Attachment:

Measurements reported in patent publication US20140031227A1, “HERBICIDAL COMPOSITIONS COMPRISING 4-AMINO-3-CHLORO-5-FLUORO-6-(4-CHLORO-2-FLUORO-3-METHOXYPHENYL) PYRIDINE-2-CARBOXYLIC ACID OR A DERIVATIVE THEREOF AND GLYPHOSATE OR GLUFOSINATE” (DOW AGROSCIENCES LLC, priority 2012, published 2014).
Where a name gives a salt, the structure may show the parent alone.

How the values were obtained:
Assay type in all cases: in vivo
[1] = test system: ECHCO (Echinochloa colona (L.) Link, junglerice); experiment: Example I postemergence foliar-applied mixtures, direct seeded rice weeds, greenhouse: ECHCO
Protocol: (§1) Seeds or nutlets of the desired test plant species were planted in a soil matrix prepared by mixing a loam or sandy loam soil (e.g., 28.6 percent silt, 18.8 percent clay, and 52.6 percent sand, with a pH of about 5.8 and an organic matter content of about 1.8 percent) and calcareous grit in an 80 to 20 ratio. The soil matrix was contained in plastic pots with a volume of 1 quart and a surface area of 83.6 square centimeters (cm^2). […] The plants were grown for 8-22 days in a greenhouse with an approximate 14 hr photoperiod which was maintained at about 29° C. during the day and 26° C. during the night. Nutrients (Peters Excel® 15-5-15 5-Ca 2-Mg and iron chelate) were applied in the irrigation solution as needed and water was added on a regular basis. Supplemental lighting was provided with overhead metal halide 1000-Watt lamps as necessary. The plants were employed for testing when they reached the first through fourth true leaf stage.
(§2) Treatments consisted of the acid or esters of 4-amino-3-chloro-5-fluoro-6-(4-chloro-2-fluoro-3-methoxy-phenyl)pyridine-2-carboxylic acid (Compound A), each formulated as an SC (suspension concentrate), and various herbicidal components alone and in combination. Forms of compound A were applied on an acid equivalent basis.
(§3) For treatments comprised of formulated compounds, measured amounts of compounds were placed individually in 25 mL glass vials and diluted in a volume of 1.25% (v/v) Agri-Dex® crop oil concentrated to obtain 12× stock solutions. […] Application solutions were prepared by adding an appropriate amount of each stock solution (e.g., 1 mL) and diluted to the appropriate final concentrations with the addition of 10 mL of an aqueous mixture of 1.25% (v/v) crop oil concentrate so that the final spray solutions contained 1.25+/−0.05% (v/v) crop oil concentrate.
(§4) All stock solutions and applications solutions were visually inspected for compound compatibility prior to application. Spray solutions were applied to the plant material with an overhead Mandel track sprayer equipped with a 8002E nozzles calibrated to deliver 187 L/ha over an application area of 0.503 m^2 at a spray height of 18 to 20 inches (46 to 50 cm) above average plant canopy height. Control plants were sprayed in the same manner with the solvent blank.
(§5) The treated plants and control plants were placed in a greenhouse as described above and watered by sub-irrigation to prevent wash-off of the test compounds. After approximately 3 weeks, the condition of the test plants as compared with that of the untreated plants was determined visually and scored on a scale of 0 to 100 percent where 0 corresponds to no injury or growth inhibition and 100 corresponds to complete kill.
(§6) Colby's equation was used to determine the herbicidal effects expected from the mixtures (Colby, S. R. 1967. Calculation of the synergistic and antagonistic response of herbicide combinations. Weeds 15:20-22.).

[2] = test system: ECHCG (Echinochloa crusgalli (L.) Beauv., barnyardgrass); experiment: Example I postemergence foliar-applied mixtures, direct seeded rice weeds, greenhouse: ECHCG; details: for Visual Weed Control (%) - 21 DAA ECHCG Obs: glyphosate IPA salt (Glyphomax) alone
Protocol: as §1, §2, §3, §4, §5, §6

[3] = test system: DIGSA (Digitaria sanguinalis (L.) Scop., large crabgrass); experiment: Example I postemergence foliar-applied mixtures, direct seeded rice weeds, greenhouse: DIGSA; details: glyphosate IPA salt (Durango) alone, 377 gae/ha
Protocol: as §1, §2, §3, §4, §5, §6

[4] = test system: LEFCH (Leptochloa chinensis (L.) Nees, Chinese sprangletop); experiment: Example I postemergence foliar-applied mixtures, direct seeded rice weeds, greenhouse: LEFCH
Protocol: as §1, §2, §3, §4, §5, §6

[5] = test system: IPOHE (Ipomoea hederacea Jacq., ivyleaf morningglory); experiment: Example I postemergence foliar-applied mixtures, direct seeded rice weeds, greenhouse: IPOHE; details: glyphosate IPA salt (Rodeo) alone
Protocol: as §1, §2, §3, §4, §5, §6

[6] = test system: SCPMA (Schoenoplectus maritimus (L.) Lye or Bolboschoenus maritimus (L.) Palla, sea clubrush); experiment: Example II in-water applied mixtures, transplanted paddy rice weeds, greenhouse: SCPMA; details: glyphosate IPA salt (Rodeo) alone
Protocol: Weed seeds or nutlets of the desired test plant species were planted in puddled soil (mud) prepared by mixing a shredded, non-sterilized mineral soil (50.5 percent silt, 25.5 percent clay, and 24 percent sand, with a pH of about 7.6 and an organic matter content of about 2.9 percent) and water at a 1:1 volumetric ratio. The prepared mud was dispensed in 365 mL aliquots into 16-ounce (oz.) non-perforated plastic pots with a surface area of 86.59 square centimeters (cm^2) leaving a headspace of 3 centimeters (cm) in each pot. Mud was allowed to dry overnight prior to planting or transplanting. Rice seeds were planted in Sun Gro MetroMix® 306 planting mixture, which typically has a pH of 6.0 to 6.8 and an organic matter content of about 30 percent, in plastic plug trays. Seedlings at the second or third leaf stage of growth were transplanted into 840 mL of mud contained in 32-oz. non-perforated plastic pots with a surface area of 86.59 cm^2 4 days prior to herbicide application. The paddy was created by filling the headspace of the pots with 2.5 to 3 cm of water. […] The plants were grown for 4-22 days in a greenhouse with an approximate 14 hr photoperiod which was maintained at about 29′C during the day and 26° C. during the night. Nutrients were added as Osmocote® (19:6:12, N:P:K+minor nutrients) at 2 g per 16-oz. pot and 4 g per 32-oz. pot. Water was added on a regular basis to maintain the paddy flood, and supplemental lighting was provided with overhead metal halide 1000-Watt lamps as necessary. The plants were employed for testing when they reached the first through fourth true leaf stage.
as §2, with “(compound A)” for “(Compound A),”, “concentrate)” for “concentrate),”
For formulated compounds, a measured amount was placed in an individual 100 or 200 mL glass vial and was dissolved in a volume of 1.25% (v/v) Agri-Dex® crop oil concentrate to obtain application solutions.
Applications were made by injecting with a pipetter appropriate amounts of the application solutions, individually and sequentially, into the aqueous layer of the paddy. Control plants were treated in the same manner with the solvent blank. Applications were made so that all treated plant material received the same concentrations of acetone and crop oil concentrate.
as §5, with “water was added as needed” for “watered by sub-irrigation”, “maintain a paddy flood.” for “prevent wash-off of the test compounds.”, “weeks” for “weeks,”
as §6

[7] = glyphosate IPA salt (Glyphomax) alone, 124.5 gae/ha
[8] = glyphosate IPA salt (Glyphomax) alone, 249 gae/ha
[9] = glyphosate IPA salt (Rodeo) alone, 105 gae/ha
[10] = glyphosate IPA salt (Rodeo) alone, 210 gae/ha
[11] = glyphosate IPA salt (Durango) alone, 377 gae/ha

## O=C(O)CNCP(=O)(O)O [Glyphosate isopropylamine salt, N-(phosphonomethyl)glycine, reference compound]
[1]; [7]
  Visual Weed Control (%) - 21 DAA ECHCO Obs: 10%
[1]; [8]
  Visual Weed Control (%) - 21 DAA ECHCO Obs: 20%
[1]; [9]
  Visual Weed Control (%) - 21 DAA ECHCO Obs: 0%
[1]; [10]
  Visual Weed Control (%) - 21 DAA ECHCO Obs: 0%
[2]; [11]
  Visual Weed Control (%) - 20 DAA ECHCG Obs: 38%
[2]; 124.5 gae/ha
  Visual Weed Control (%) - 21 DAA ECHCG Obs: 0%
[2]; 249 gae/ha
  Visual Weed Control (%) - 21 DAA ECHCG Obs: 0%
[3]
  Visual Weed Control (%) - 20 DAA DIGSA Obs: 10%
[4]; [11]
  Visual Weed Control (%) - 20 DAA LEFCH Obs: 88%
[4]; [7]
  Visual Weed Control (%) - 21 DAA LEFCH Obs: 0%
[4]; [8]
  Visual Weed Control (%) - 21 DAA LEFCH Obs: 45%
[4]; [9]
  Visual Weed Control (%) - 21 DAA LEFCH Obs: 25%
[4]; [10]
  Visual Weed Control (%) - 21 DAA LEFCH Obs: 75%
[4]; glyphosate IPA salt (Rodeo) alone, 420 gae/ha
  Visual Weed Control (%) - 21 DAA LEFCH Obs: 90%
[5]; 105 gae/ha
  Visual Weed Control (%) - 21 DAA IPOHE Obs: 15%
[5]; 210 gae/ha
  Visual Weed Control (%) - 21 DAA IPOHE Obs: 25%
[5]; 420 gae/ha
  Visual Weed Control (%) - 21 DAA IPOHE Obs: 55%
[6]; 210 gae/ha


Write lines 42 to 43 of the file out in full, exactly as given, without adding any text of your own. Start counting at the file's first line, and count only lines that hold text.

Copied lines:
  Visual Weed Control (%) - 20 DAA ECHCG Obs: 38%
[2]; 124.5 gae/ha